3 Georgia sheriff's deputies, all white, charged with battery after beating black inmate
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Three of the five Georgia sheriff’s deputies who beat Jarrett Hobbs, a 41-year-old Black man detained at the Camden County jail, either didn’t realize the cameras were running or simply didn’t care. They’ve been named as Mason Garrick, Braxton Massey, and Ryan Biegel. All were charged with battery and booked into the same jail.

Security video from that night shows Hobbs standing alone in his cell before five guards rush in and surround him. At least three deputies can be seen landing punches before Hobbs gets dragged from the cell and hurled against a wall.

An attorney for Hobbs released video of the beating last week. The Georgia Bureau of Investigation announced the next day that it was launching an investigation.

“I appreciate the Georgia Bureau of Investigation assisting our agency with this critical incident that occurred,” Camden County Sheriff Jim Proctor said in a statement. “The arrest of these employees culminates the criminal investigation and ends their employment with The Camden County Sheriff’s Office.”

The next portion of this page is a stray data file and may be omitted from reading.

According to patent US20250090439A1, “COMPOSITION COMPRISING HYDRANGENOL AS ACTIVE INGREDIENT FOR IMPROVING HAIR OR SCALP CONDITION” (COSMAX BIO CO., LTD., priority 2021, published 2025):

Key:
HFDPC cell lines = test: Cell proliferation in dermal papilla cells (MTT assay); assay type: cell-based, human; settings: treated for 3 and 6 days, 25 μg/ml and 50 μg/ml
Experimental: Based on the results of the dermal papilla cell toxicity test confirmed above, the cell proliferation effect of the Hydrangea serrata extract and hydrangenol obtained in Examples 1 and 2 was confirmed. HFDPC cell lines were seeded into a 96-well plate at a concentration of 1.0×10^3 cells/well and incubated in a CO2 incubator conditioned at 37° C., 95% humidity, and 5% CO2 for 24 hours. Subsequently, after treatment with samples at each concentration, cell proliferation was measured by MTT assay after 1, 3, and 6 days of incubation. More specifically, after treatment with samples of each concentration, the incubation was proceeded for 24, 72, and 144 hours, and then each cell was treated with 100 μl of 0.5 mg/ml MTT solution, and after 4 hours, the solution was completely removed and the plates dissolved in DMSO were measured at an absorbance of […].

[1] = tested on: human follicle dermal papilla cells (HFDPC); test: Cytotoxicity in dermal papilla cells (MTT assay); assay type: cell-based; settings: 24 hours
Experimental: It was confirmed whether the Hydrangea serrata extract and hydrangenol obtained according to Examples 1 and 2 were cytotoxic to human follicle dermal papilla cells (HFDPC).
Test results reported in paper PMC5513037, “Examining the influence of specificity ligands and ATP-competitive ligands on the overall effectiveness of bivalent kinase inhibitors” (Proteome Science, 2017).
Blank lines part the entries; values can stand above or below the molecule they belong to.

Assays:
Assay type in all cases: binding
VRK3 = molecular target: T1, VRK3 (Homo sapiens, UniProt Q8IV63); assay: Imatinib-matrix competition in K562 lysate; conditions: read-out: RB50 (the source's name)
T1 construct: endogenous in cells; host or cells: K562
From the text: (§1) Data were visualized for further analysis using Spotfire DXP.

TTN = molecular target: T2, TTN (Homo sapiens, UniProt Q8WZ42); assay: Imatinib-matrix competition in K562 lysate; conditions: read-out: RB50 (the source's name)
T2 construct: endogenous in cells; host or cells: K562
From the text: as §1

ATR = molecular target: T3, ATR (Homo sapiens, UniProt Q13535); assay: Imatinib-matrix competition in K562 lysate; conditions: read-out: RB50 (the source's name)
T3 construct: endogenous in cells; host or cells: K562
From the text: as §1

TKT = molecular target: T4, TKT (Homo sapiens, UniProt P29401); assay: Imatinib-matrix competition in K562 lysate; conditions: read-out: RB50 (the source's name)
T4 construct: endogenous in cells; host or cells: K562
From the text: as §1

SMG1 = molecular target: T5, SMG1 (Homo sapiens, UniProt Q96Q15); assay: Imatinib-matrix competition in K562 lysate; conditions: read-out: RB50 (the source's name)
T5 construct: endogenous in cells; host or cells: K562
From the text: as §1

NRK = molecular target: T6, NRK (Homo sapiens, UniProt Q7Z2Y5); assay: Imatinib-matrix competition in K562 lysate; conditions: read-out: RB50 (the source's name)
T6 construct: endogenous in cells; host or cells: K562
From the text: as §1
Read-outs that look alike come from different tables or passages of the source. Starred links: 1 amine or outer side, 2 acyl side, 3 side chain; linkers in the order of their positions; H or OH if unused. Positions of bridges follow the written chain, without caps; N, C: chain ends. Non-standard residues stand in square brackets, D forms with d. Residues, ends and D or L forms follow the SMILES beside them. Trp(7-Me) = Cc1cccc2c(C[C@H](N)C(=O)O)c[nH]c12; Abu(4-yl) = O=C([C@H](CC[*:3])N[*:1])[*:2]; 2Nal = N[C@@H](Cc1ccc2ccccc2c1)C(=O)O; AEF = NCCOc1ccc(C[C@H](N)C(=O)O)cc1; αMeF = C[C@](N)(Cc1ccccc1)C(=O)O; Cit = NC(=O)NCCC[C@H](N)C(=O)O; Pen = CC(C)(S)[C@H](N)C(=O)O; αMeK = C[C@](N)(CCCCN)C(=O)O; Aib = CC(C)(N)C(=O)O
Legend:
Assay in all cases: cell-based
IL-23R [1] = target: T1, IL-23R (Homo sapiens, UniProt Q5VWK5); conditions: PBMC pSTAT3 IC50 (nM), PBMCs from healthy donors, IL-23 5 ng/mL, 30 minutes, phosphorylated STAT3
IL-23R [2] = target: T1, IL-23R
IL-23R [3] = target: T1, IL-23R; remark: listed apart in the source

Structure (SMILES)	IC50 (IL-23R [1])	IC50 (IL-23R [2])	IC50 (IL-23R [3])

It’s obvious from the video footage that these law enforcement officers planned the beating: they waited outside the holding cell for a few moments, then poured into it and attacked the plainly unsuspecting inmate. Hobbs had been arrested after a confrontation with a police officer, according to reports.

Biegel, Massey and Garrick, in mugshots provided to News4JAX

A relatively minor but significant problem with this case: early local news coverage, showing the public-record video of these public employees beating someone up, anonymized the officers despite being sent the footage by the vicitm’s lawyer. CNN and other local media ran the uncensored video on air, but the early versions, so crudely-edited that the blows are hidden in a mush of blurring or pixelation, are what you’ll likely find if you search for them. I could only find the uncensored footage as unembeddable segment clips on national news sites or (above) ganked Twitter copies.

We often mock the passive headlines and exonerative language journalists use when writing about potential police misconduct, but I don’t think most Americans have any idea how completely dependent on law enforcement most local media is for content and how meticulously ingratiating coverage of law enforcement is as a result.

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